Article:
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First and foremost, contact an attorney. Not many people have an understanding of how to proceed after a wrongful death occurs, so that’s why a lawyer is your best bet when it comes to learning about the legal system and its protocols for these types of situations. Interestingly enough, not every personal injury attorney knows how to handle wrongful death cases. Your case will be unique, no matter how commonplace a component of the case might be. An example of a case people think is a basic personal injury incident is a car crash where someone hit you or your loved one from behind. While this part of the case may well be simple, there are always, in every case, unique facts that need to be analyzed and handled properly. The sooner you call upon legal assistance, the more prepared you can be for taking your case to court. Even if the attorney does not introduce new information to you, their presence and assistance can reassure you, at the very least, that you are acting in your best interests. Otherwise, depending upon what area of law your wrongful death case involves, you can find our basic advice on what to do for the following situations here:
In the case of a wrongful death, Washington State has a statute of limitations of three years. This means that you must file your lawsuit claiming compensation for a wrongful death within three years of the date of the incident. Failure to do so will result in the loss of your legal rights to compensation. Other statutes can apply to cases that might otherwise also be considered a wrongful death suit. Some incidents that result in death are actually considered assault cases, which have a statute of limitations of two years, not three. If you think you have a case, reach out to an attorney as soon as possible. Before your statute of limitations runs out, you must file your legal suit for wrongful death otherwise you lose your legal rights. Lawsuits can take longer than you anticipate. Aspects of your case, like figuring out who to sue, can become overwhelmingly difficult. Sometimes clients do not know to gather information at the scene of an incident so they have no contact information about the person who caused the car crash. However, without this information, it makes it hard to proceed. If you do not ensure that your case is properly filed and timely served, then insurance companies will try their hardest to have your claim discredited and dismissed. While the statute of limitations provides three years to act, we advise doing so much earlier. Any case, no matter the nature of it, should be opened as soon as possible, but it is especially imperative that wrongful death cases are started immediately. Do not look at the statute of limitations as a deadline but rather something to know about and keep in mind when filing a claim. The most important thing you can do when you have a personal injury matter on your hands is to immediately contact an attorney.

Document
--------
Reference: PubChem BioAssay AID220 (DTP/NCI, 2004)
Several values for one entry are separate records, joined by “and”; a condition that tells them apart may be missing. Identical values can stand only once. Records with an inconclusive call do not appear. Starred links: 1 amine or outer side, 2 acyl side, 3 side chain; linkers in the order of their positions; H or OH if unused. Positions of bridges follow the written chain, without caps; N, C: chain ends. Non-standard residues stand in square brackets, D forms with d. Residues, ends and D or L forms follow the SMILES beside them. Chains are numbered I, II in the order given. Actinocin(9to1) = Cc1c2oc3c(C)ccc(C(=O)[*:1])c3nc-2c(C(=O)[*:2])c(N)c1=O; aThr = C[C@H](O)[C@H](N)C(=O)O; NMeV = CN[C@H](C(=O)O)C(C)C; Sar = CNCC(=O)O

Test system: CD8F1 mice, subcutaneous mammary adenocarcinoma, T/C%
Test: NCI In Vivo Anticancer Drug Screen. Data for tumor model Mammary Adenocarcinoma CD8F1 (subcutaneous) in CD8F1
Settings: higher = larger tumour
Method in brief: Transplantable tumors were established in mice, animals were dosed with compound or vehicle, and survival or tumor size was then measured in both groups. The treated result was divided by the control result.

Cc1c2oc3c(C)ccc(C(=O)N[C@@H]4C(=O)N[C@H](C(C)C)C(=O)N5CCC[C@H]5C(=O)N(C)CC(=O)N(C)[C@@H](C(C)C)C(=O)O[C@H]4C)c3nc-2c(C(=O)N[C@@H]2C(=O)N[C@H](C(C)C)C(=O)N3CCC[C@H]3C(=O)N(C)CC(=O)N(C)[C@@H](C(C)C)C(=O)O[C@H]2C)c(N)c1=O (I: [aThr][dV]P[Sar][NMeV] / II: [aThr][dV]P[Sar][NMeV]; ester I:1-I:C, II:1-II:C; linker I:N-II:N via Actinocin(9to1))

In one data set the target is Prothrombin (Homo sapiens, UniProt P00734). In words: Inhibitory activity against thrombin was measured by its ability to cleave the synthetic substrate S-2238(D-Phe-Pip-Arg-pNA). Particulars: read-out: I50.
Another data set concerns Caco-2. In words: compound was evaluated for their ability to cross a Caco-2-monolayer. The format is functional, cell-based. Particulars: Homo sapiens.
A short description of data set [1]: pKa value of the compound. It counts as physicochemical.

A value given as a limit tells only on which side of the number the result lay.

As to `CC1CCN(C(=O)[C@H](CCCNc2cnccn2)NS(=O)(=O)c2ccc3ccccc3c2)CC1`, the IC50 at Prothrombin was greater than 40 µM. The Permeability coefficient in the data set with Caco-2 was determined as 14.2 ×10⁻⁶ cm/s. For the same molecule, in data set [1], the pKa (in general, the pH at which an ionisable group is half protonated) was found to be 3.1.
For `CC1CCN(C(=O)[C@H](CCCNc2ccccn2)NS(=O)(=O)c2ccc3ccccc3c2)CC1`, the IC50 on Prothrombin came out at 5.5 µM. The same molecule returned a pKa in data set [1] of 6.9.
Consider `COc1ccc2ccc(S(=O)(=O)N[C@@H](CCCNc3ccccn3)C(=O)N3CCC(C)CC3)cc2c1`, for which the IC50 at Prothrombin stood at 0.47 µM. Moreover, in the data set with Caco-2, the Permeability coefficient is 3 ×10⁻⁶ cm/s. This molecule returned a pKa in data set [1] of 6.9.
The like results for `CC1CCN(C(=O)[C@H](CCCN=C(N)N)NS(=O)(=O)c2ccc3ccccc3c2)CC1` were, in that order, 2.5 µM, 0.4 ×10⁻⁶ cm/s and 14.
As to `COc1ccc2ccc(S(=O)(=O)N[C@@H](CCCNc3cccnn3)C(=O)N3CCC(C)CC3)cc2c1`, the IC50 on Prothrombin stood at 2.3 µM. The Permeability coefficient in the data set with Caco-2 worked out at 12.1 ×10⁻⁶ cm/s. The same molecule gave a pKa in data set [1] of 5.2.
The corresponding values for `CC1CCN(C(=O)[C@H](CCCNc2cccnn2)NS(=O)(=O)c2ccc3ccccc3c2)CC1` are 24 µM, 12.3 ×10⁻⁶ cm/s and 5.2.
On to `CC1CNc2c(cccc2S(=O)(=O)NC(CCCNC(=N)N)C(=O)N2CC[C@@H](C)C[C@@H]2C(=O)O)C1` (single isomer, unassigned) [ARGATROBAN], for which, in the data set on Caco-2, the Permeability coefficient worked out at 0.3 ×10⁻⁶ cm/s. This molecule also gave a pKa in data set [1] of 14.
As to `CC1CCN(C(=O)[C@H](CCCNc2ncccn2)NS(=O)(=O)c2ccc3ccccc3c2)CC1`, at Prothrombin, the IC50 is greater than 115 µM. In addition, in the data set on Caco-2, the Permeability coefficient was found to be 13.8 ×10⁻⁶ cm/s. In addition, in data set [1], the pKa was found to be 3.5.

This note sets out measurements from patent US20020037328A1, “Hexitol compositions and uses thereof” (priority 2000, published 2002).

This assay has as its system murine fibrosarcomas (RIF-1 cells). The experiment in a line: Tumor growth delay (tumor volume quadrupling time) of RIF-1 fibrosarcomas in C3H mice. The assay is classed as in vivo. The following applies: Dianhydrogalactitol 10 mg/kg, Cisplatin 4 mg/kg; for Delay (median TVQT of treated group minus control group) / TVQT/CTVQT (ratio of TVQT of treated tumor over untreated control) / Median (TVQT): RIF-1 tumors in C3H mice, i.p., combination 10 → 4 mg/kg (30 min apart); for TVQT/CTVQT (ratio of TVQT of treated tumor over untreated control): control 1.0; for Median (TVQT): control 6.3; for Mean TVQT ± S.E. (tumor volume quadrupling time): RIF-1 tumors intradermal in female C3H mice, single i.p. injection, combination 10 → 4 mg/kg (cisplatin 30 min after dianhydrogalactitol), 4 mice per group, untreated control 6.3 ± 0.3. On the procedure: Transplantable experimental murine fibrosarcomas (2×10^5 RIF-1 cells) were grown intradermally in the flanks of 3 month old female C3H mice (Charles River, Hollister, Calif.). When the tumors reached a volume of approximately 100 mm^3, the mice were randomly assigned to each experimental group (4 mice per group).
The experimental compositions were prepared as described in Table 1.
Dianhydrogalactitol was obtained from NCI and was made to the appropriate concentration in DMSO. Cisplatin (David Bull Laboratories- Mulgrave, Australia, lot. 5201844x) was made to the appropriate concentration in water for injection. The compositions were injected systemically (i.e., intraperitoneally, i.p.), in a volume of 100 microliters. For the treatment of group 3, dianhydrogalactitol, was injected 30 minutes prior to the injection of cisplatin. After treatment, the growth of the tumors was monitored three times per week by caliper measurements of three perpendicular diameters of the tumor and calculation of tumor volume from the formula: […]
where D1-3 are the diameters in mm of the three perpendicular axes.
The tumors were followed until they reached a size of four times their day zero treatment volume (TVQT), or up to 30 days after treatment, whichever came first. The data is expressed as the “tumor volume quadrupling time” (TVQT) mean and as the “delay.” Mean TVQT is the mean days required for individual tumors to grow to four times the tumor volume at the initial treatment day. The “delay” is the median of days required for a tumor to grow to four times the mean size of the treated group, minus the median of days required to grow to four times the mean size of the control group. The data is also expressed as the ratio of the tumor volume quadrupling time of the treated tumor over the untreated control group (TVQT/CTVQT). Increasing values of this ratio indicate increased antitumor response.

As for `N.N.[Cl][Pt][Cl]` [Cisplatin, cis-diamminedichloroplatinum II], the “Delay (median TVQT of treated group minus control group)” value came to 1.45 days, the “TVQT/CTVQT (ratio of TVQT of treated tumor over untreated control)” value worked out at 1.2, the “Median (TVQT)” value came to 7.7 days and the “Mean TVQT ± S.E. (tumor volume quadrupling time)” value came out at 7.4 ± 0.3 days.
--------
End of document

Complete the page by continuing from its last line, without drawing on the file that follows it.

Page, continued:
The most important trait of a lawyer is that they are someone you feel you can trust. Your case will either end in a settlement or a trial in court. Whether you settle or go to court, your attorney will be someone you rely on heavily. We let our clients know that it is the job of the attorney to provide them with important information regarding their case so their lawyer is the person they should listen to when it comes to risk analyses and advice. We do not make the big decisions on behalf of our clients. The client should be given the opportunity to make decisions for their own case, like whether the case is settled or goes to trial, how much to accept as compensation, and whether or not to go to trial. When you reach out to personal injury attorneys, they will usually listen to the details of your case during a free consultation and if they can help you, they’ll take your case on, but if they cannot assist you, they will refer you to someone who can. The details of every case need to be carefully analyzed and reviewed to make sure that everything is taken into account. The more important your case is to you, the more important it is that you promptly find legal advice on how to best handle it. Many resources exist to help you find an attorney that will work best for your needs and your case in general. Not all ratings are equal but taking a look at all the resources out there can help you make a well-informed decision. Here at Wiener & Lambka, PS, we are happy to say that the majority of our former clients refer us to their family and friends. At Wiener & Lambka, PS, we are grateful that almost all of our former clients talk positively about our work and write supportive reviews of us online. Reviews written about the attorneys at Wiener & Lambka, PS, are here:
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The best lawyers have experience, are committed to professionalism, prioritize advocacy for their clients, and have mastered interpersonal communication skills. The relationship between a client and their attorney includes a fiduciary duty on part of the attorney. This means that the attorney must put the client’s interest above their own. If you have an attorney who doesn’t promptly respond to your communications or acts with indifference to your case, you should probably find someone with whom you can work better. Once a decision is made regarding your case, it cannot be revisited so you’ll want to ensure that the outcome is something you are happy with before you agree to it. If your attorney isn’t clearly doing a good job and isn’t responsive to your questions and concerns, you should consider seeking out counsel that will be.